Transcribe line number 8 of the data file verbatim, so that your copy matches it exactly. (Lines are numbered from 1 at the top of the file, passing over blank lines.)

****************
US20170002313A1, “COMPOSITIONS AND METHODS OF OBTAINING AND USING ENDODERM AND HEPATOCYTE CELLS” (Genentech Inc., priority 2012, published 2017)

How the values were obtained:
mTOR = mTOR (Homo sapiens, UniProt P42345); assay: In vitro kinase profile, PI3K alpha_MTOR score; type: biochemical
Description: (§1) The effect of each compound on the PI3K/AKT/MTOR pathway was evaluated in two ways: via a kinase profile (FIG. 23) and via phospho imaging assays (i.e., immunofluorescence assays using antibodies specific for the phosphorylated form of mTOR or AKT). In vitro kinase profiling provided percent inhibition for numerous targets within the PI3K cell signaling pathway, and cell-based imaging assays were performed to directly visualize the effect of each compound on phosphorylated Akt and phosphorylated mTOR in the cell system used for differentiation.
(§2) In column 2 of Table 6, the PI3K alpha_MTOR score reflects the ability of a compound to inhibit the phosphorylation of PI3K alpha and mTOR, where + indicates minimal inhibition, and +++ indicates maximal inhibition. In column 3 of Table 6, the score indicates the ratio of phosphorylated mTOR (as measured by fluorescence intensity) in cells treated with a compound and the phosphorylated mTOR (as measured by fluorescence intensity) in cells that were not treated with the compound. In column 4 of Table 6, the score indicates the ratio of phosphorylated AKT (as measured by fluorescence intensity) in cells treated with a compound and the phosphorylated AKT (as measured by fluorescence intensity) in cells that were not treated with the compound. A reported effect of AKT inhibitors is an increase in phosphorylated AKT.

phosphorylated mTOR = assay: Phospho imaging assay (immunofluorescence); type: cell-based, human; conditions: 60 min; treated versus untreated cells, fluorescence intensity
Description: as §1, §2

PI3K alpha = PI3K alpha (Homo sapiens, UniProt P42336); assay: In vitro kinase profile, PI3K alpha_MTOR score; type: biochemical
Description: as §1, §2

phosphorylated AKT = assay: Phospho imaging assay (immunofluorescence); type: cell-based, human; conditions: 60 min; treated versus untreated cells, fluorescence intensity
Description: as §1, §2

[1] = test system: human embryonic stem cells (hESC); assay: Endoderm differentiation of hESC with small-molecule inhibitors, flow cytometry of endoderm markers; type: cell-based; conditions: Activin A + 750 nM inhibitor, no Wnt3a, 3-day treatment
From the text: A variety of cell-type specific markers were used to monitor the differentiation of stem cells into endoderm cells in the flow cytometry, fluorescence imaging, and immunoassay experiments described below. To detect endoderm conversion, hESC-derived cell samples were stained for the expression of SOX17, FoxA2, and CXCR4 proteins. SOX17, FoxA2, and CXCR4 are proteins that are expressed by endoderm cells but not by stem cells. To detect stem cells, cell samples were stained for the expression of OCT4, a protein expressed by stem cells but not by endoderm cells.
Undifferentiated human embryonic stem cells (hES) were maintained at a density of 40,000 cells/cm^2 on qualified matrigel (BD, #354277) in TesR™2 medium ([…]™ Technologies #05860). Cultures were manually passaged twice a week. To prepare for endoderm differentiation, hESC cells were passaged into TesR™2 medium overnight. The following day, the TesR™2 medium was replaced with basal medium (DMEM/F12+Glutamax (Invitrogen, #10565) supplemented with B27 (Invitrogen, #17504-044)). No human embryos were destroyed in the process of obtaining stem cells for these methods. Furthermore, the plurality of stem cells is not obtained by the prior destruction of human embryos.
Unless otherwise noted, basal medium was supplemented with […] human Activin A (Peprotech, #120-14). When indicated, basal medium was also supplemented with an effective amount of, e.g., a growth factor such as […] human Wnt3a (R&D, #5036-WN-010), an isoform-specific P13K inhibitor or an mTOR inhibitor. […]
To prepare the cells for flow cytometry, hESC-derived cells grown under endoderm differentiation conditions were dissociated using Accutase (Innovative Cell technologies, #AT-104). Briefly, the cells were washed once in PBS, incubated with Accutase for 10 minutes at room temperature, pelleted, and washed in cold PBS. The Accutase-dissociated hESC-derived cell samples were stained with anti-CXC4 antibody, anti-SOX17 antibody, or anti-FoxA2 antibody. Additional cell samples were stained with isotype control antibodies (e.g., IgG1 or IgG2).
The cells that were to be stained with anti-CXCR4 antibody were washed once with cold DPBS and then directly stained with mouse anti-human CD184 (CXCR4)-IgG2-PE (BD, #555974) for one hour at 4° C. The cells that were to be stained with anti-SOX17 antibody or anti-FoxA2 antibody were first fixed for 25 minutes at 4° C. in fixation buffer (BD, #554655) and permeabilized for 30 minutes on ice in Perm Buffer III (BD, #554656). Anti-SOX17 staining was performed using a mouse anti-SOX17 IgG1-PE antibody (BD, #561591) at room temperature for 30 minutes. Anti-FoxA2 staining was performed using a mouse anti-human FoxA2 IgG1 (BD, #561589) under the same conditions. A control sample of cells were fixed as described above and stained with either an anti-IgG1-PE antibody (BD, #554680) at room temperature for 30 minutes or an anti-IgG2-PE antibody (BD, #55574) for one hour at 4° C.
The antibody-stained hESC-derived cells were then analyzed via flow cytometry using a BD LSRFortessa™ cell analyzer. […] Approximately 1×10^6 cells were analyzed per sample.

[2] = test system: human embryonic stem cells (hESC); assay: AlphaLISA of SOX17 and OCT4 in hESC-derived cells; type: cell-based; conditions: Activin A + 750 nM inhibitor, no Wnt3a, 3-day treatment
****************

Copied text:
PI3K alpha = PI3K alpha (Homo sapiens, UniProt P42336); assay: In vitro kinase profile, PI3K alpha_MTOR score; type: biochemical